Mental health still surviving on the crumbs

Alice Thomson, Rachel Sylvester in The Times 17th October 2014 report: Mental health still surviving on the crumbs 

Mental Health is the Cinderella of the NHS,” says the clinical psychologist Tanya Byron. Left to live off the crumbs, every now and again a fairy godmother comes along, but it never goes to the ball.Only two years ago, the Government promised “parity of esteem” for mental health with physical health. But Sir SimonWessely, President of the Royal College of Psychiatrists is less optimistic. “The only promise I believe is from Simon Stevens who told me we will have ‘parity of misery’. I think we are entering another few years of austerity.”Mental Health Trusts have lost £250 million in funding since 2012, with the six leading mental health charities warning these funding cuts,“will put lives at risk”. They have 3,640 fewer nurses and 213 fewer doctors than in 2010 and 1,700 beds have been closed.

The first annual report by the NHS’s Health and Social Care Information Centre revealed that fewer than half of the patients who sought NHS help last year for anxiety and depression received therapy.

While GPs made 883,968 referrals for psychological support in England in 2012-2013 only 434,247 (49 per cent) resulted in treatment…..

…Nick Clegg, devoted his party conference speech to the theme saying that by next April patients needing talking therapies will be guaranteed treatment with a maximum of 18 weeks.

Sir Simon Wessely is pleased the parties are finally taking the issue seriously, “It was brave of Nick Clegg, there aren’t many votes in it.

“We get good vibes from the top but the truth is the majority of people with mental health problems aren’t in treatment, unlike those with diabetes or cancer. My own hospital – the Maudsley – has seen reductions of 30 per cent in its budget since 2010. Four young trainees recently wrote about spending 90 hours trying to get a traumatised adolescent a bed.” He can’t deny that the public could now also be at greater risk.

“Psychiatrists are in the business of risk management – our job is balancing the health and freedom of the individual against the risk to others – and it makes managing risk harder when there is less money.”

One of the worst aspects of Psychiatric care is that talking therapies have been added to the 50 million prescriptions per year, rather than replaced them. It would be rationing overtly to say that mild or moderately depressed patients “HAD” to have talking therapies first…. Another problem is the Friday afternoon virtual closure of units…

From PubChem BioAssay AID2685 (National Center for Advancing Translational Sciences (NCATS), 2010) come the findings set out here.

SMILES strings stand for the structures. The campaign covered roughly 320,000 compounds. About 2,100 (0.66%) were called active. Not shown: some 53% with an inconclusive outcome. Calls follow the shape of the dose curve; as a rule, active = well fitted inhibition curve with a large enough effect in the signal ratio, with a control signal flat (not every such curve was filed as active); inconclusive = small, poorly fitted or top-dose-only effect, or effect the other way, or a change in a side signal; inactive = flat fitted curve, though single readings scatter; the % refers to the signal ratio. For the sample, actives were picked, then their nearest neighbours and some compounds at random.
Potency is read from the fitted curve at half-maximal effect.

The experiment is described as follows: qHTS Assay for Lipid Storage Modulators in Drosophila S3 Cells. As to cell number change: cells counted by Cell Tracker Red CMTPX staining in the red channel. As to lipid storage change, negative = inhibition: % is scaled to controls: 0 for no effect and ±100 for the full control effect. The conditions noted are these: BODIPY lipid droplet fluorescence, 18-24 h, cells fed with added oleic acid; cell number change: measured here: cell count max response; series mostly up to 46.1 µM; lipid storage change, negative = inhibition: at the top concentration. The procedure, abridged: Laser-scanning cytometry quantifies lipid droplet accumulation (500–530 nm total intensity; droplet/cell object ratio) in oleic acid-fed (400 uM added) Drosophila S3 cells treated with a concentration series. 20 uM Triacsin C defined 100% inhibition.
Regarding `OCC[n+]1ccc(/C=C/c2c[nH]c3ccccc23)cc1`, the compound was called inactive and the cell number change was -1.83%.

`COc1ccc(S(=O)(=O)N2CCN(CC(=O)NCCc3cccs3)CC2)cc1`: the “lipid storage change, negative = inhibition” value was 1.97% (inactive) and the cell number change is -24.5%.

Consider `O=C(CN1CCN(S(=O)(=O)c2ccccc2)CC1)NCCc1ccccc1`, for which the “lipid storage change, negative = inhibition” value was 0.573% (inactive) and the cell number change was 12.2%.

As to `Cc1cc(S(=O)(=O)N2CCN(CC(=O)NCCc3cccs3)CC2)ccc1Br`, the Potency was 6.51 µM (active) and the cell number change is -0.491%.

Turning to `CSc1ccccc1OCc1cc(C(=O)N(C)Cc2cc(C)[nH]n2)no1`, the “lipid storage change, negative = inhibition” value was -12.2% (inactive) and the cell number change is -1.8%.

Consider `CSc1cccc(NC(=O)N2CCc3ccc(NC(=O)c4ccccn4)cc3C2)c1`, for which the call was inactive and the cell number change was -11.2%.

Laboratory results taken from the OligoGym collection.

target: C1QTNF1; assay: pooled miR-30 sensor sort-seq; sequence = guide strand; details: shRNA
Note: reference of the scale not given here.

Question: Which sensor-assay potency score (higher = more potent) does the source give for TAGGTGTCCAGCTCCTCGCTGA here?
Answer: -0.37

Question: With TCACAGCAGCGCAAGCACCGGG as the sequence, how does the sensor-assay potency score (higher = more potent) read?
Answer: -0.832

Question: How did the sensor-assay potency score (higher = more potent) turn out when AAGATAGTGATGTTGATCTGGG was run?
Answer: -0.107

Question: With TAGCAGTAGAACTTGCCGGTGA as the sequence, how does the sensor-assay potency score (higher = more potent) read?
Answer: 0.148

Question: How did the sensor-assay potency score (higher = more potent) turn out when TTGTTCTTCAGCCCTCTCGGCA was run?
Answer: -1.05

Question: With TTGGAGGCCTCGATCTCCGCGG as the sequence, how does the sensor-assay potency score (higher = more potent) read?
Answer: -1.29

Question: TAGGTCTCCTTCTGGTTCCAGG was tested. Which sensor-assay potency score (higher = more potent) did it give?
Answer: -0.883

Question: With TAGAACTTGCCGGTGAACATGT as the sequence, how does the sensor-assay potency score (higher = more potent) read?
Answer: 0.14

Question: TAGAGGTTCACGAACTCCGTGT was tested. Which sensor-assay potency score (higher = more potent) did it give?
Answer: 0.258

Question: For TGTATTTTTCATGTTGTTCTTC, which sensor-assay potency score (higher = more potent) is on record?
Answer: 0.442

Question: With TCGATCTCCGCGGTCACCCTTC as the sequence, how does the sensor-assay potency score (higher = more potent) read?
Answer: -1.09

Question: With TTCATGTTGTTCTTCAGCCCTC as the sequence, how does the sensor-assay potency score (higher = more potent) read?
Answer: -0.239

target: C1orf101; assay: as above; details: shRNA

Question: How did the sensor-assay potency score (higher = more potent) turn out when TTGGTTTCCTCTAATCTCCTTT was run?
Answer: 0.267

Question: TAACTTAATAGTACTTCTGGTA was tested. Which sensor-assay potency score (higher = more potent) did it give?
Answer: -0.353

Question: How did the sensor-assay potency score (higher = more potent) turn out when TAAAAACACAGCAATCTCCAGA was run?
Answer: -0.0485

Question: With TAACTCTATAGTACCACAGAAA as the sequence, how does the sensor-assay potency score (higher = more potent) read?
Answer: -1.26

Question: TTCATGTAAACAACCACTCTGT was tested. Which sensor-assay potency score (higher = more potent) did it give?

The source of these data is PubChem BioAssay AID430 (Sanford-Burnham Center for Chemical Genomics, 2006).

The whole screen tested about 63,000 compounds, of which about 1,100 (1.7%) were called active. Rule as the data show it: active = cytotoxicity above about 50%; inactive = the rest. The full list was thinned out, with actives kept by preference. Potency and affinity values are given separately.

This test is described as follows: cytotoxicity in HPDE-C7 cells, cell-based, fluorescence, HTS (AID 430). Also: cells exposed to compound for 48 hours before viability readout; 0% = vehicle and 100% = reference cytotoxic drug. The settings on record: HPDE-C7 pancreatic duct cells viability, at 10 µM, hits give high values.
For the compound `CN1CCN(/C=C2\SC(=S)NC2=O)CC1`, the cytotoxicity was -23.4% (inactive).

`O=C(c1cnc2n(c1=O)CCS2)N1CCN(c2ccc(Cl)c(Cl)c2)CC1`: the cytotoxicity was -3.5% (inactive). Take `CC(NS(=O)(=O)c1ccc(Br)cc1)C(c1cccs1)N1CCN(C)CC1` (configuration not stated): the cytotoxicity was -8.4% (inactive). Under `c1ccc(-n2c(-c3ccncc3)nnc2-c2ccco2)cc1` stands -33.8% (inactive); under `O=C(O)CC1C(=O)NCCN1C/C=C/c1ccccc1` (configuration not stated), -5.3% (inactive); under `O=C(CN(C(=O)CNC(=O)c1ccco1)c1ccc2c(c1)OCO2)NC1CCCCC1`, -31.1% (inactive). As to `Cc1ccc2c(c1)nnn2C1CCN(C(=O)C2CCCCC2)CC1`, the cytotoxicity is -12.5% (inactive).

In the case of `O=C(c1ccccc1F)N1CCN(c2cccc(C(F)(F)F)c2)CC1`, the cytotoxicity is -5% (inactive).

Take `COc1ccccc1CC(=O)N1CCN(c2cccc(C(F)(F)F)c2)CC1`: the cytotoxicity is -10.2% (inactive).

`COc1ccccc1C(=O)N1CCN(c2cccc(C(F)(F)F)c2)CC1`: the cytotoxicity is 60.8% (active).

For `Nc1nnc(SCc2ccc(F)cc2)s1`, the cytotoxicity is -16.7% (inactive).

Antidepressants do more harm than good, research says

Medicine’s big new battleground: does mental illness really exist?

Concern over number of girls admitted to hospital for stress

GPs on the press/media rack. The Balint approach.

A new philosophy, what I believe: allow Trust Board members to use the language of rationing in media press releases



This entry was posted in A Personal View, Rationing, Stories in the Media on by .

About Roger Burns - retired GP

I am a retired GP and medical educator. I have supported patient participation throughout my career, and my practice, St Thomas; Surgery, has had a longstanding and active Patient Participation Group (PPG). I support the idea of Community Health Councils, although I feel they should be funded at arms length from government. I have taught GP trainees for 30 years, and been a Programme Director for GP training in Pembrokeshire 20 years. I served on the Pembrokeshire LHG and LHB for a total of 10 years. I completed an MBA in 1996, and I along with most others, never had an exit interview from any job in the NHS! I completed an MBA in 1996, and was a runner up for the Adam Smith prize for economy and efficiency in government in that year. This was owing to a suggestion (St Thomas' Mutual) that practices had incentives for saving by being allowed to buy rationed out services in the following year.

1 thought on “Mental health still surviving on the crumbs

  1. Pingback: Michael Sheen, who lives in Los Angeles, and will have private cover, defends the (Welsh) NHS | NHS reality. An NHS soapbox. Speakers' corner for the NHS.

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